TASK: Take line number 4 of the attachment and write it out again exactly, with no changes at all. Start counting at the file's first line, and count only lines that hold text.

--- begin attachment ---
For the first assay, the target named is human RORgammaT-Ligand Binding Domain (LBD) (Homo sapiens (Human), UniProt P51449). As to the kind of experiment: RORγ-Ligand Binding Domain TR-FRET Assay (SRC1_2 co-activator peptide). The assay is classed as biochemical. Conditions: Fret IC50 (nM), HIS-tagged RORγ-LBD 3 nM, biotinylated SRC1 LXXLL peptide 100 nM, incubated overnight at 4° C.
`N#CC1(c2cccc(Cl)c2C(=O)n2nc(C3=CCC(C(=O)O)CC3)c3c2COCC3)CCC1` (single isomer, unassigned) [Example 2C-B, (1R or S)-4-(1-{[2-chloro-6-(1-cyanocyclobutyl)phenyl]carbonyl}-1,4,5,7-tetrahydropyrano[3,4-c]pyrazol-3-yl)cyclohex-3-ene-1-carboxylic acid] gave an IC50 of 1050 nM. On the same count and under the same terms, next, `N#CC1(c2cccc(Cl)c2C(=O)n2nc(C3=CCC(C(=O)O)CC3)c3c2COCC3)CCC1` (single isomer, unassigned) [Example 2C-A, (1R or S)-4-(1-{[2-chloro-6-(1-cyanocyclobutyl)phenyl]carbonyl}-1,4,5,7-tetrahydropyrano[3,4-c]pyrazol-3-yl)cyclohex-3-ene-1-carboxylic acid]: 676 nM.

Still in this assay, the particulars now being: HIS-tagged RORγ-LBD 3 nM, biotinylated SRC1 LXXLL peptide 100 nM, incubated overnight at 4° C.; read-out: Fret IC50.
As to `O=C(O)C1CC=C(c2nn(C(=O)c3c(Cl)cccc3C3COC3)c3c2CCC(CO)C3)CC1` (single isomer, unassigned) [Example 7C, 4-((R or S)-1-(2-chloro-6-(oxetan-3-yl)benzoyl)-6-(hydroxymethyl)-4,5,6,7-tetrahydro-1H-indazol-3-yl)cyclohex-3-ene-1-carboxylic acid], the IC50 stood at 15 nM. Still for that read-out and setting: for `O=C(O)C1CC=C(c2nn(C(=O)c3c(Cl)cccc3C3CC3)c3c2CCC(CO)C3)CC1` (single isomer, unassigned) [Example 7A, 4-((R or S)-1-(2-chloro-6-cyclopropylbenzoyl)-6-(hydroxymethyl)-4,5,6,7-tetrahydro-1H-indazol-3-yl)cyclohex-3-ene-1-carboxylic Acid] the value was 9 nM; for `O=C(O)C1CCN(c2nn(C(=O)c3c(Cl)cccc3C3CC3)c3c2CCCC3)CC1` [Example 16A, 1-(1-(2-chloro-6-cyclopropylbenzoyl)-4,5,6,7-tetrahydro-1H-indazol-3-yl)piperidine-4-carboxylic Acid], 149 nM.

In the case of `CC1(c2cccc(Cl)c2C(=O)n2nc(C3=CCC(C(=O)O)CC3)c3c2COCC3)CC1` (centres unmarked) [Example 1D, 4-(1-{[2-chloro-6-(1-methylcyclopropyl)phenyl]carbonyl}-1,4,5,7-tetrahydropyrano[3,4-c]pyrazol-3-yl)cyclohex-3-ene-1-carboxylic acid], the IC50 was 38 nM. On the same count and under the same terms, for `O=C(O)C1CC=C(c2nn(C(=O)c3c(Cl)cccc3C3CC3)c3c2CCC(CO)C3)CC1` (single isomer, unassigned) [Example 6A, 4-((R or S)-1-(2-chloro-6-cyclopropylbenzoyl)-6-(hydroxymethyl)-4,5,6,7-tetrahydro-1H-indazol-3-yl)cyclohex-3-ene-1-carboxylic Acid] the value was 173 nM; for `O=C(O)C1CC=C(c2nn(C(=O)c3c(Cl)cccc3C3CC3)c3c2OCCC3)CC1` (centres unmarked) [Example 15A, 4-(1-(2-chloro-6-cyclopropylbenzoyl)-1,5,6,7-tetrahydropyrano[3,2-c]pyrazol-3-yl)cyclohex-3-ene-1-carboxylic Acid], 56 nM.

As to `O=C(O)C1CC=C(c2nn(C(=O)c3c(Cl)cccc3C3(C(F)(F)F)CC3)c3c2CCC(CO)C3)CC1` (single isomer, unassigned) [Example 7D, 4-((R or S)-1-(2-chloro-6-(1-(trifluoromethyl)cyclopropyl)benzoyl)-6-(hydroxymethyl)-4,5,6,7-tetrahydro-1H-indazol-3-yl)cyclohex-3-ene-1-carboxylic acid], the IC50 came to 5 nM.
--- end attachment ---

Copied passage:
As to `O=C(O)C1CC=C(c2nn(C(=O)c3c(Cl)cccc3C3COC3)c3c2CCC(CO)C3)CC1` (single isomer, unassigned) [Example 7C, 4-((R or S)-1-(2-chloro-6-(oxetan-3-yl)benzoyl)-6-(hydroxymethyl)-4,5,6,7-tetrahydro-1H-indazol-3-yl)cyclohex-3-ene-1-carboxylic acid], the IC50 stood at 15 nM. Still for that read-out and setting: for `O=C(O)C1CC=C(c2nn(C(=O)c3c(Cl)cccc3C3CC3)c3c2CCC(CO)C3)CC1` (single isomer, unassigned) [Example 7A, 4-((R or S)-1-(2-chloro-6-cyclopropylbenzoyl)-6-(hydroxymethyl)-4,5,6,7-tetrahydro-1H-indazol-3-yl)cyclohex-3-ene-1-carboxylic Acid] the value was 9 nM; for `O=C(O)C1CCN(c2nn(C(=O)c3c(Cl)cccc3C3CC3)c3c2CCCC3)CC1` [Example 16A, 1-(1-(2-chloro-6-cyclopropylbenzoyl)-4,5,6,7-tetrahydro-1H-indazol-3-yl)piperidine-4-carboxylic Acid], 149 nM.